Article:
I woke up this morning early. I took my blood pressure just after 6:00 am; the alarm goes off at 9:00. I didn’t wake up with a headache, or a backache, or heartburn, the usual three culprits that will keep me out of bed when I’ve had essentially a half-night’s worth of sleep. I woke up with a vengeance.
By the time my wife had gotten out of bed at around 8:45 thanks to the Wednesday Morning Lawn Crew I had already done my reading for the day, done my learning for the day, and watched an episode of Supernatural. Here’s where I depart from the original point of the post to give a little background.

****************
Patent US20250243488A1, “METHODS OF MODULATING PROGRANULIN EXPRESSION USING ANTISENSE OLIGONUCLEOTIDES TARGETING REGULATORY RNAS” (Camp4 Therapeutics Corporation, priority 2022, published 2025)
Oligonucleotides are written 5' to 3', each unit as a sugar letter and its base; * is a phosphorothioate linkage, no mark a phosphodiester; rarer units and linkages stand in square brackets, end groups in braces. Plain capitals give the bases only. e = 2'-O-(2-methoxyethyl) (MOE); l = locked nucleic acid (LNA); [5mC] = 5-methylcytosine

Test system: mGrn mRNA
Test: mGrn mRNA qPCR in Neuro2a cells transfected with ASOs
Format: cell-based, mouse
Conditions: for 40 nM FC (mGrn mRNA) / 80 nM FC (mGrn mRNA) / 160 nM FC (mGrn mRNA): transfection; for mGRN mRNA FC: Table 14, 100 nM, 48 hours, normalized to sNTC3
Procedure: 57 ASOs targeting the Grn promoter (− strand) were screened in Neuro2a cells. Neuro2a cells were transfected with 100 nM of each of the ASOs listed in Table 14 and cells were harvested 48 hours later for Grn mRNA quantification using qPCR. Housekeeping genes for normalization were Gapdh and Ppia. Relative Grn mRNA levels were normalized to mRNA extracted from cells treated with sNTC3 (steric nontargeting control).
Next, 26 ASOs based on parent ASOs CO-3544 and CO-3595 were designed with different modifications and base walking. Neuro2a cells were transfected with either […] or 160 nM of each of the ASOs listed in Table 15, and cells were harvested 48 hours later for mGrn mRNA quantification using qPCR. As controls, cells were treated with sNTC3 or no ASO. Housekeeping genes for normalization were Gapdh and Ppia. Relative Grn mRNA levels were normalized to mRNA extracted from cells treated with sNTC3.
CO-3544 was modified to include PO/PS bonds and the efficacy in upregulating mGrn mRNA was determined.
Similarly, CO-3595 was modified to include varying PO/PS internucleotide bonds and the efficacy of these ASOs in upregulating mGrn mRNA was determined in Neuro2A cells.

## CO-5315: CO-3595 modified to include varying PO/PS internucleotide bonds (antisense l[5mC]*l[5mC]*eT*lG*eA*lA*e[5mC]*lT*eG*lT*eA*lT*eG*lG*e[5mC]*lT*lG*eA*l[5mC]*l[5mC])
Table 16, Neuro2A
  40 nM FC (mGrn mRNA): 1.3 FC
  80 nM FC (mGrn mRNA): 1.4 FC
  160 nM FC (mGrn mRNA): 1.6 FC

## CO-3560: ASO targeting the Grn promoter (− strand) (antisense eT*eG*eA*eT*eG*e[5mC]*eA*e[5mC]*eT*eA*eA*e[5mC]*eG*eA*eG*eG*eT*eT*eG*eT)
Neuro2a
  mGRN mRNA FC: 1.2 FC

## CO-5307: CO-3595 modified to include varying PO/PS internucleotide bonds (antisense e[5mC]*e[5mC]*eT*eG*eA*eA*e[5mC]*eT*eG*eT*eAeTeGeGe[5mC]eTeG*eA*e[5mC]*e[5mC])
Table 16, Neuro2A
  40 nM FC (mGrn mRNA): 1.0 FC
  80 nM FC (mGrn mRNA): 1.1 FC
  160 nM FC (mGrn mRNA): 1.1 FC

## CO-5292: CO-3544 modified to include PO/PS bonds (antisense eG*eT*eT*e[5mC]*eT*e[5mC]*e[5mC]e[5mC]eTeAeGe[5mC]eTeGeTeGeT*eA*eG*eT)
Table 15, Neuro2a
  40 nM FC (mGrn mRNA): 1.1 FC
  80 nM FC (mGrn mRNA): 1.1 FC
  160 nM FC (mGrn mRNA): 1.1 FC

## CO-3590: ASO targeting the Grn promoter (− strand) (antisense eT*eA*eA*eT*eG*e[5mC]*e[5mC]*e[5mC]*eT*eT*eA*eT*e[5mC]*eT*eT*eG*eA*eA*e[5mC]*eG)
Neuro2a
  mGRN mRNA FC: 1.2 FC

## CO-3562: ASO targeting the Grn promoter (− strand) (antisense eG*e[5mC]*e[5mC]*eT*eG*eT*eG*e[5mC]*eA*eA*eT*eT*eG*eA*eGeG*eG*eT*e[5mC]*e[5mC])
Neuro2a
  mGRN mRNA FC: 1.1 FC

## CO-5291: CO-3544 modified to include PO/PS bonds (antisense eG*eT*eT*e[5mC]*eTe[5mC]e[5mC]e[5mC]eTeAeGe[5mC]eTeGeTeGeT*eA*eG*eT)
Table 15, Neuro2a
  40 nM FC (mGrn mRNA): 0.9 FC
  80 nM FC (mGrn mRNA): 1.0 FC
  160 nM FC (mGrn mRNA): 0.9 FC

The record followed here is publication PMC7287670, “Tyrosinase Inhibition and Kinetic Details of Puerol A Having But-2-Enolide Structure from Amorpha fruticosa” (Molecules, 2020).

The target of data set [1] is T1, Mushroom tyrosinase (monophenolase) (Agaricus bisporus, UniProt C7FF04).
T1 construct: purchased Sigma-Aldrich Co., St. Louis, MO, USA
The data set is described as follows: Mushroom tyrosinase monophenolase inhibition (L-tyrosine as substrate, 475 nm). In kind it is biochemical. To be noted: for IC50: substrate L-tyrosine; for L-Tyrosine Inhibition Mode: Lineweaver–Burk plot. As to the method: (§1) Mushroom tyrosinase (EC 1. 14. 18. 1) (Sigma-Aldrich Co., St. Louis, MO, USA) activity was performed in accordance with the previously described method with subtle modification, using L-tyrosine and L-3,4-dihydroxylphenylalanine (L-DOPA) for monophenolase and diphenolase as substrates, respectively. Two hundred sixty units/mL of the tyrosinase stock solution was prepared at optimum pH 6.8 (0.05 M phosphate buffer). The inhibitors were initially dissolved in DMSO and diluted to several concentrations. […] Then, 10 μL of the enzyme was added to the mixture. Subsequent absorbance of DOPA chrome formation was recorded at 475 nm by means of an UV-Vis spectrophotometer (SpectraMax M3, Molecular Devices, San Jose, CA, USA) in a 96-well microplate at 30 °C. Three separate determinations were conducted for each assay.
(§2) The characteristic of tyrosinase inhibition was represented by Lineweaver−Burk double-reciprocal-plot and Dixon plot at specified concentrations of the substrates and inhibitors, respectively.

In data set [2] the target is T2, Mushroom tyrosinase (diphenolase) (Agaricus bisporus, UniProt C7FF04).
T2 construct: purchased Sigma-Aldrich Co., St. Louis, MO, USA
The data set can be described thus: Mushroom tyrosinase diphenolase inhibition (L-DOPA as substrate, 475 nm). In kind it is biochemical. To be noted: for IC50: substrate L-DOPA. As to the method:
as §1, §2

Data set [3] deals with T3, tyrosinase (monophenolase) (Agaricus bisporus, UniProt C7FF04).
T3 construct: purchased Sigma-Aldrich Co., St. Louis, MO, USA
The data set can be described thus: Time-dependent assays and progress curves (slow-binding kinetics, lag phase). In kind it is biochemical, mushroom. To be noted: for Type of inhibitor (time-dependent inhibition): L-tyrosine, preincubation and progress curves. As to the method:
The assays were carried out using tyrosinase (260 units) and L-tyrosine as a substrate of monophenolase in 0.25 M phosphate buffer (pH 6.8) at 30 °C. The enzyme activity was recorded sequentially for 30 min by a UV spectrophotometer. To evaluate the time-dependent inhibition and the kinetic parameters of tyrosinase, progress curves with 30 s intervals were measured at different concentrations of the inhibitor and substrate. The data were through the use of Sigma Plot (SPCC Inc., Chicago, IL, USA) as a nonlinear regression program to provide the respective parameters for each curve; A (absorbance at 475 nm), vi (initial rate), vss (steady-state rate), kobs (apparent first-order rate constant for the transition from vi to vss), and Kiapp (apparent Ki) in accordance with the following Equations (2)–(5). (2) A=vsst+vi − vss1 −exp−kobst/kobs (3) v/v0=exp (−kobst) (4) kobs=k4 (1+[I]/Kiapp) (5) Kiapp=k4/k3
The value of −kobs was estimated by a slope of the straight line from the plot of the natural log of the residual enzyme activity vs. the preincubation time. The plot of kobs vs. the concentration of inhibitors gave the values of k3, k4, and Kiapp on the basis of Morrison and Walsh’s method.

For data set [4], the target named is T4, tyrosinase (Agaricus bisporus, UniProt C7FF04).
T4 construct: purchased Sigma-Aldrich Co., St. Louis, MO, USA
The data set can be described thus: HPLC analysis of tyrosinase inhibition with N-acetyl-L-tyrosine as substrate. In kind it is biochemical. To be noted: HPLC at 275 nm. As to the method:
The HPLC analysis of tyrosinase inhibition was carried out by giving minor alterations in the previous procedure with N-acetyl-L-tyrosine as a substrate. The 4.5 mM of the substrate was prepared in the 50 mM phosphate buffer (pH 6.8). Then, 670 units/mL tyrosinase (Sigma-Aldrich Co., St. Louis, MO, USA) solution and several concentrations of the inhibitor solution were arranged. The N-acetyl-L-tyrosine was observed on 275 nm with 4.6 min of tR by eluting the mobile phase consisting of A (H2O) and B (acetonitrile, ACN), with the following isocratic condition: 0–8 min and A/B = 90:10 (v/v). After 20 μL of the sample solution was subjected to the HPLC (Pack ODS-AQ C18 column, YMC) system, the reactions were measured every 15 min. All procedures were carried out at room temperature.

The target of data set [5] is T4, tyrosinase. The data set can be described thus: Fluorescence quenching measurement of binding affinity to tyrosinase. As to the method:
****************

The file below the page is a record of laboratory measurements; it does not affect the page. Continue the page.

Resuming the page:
I have a bad, bad, bad tendency to hyperfocus on computer games. By this, I mean in the absence of anything else active to do, I’ll spend hours upon hours gaming, all day, every day. I have realized that it’s a problem, so I’m trying to make steps to pull myself out of the mindset that my laptop is a gaming device first and a social media device second and a whatever-else-I-use-a-computer-for device third. I’m not sure that turning it into a device to bingewatch TV is necessarily a good idea either, but it’s a step in the right direction. So far I’ve decided to limit my viewing to one episode a day, but might ramp that up a bit given Netflix’s tendency to trade out its selections every month, and I’d prefer that they not decide to drop Supernatural before I can get through its first ten seasons. Had that happen with the Battlestar Galactica reboot a while back. I got halfway through season one before I got distracted and by the time I heard they were going to drop it from rotation I would have had to literally do nothing but watch the show in order to get it all in by the time it left the service. Being the completist that I am, I would rather not miss part of a show. (On an aside, if anyone reading this is in Austin and has the last season of True Blood on DVD, I’d sure love to borrow it.) Anyway, to use the industry parlance, back to our regularly scheduled blog post, already in progress.